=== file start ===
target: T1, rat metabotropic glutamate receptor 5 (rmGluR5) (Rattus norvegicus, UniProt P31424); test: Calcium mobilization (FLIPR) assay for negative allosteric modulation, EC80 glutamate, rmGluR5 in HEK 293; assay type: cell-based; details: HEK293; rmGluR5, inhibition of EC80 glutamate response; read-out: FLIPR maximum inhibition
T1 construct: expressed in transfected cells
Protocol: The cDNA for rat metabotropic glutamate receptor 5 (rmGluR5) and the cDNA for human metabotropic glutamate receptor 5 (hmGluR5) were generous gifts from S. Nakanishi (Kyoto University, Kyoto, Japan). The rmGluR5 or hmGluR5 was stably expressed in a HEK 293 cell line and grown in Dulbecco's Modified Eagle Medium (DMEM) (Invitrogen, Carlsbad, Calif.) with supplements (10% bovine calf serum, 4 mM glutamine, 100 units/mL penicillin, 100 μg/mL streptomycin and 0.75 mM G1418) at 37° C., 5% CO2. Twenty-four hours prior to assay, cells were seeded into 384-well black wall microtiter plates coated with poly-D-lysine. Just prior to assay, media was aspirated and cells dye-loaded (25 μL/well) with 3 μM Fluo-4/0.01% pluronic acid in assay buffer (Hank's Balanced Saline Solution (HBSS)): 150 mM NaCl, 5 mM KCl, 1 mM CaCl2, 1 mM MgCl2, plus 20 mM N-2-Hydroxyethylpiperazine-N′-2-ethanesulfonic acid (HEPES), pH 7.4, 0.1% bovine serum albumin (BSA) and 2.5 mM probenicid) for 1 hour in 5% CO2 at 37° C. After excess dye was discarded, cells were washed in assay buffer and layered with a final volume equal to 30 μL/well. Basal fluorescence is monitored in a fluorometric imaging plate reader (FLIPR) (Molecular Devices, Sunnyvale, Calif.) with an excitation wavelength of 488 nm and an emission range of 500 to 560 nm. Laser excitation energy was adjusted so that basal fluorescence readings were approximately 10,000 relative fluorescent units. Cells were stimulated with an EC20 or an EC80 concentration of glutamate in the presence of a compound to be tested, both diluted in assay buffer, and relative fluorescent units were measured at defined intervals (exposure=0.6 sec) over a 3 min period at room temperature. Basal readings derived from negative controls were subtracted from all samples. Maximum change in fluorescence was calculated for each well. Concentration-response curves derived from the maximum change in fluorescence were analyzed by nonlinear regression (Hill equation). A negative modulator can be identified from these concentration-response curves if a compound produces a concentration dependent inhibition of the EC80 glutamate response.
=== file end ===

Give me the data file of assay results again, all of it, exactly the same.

target: T1, rat metabotropic glutamate receptor 5 (rmGluR5) (Rattus norvegicus, UniProt P31424); test: Calcium mobilization (FLIPR) assay for negative allosteric modulation, EC80 glutamate, rmGluR5 in HEK 293; assay type: cell-based; details: HEK293; rmGluR5, inhibition of EC80 glutamate response; read-out: FLIPR maximum inhibition
T1 construct: expressed in transfected cells
Protocol: The cDNA for rat metabotropic glutamate receptor 5 (rmGluR5) and the cDNA for human metabotropic glutamate receptor 5 (hmGluR5) were generous gifts from S. Nakanishi (Kyoto University, Kyoto, Japan). The rmGluR5 or hmGluR5 was stably expressed in a HEK 293 cell line and grown in Dulbecco's Modified Eagle Medium (DMEM) (Invitrogen, Carlsbad, Calif.) with supplements (10% bovine calf serum, 4 mM glutamine, 100 units/mL penicillin, 100 μg/mL streptomycin and 0.75 mM G1418) at 37° C., 5% CO2. Twenty-four hours prior to assay, cells were seeded into 384-well black wall microtiter plates coated with poly-D-lysine. Just prior to assay, media was aspirated and cells dye-loaded (25 μL/well) with 3 μM Fluo-4/0.01% pluronic acid in assay buffer (Hank's Balanced Saline Solution (HBSS)): 150 mM NaCl, 5 mM KCl, 1 mM CaCl2, 1 mM MgCl2, plus 20 mM N-2-Hydroxyethylpiperazine-N′-2-ethanesulfonic acid (HEPES), pH 7.4, 0.1% bovine serum albumin (BSA) and 2.5 mM probenicid) for 1 hour in 5% CO2 at 37° C. After excess dye was discarded, cells were washed in assay buffer and layered with a final volume equal to 30 μL/well. Basal fluorescence is monitored in a fluorometric imaging plate reader (FLIPR) (Molecular Devices, Sunnyvale, Calif.) with an excitation wavelength of 488 nm and an emission range of 500 to 560 nm. Laser excitation energy was adjusted so that basal fluorescence readings were approximately 10,000 relative fluorescent units. Cells were stimulated with an EC20 or an EC80 concentration of glutamate in the presence of a compound to be tested, both diluted in assay buffer, and relative fluorescent units were measured at defined intervals (exposure=0.6 sec) over a 3 min period at room temperature. Basal readings derived from negative controls were subtracted from all samples. Maximum change in fluorescence was calculated for each well. Concentration-response curves derived from the maximum change in fluorescence were analyzed by nonlinear regression (Hill equation). A negative modulator can be identified from these concentration-response curves if a compound produces a concentration dependent inhibition of the EC80 glutamate response.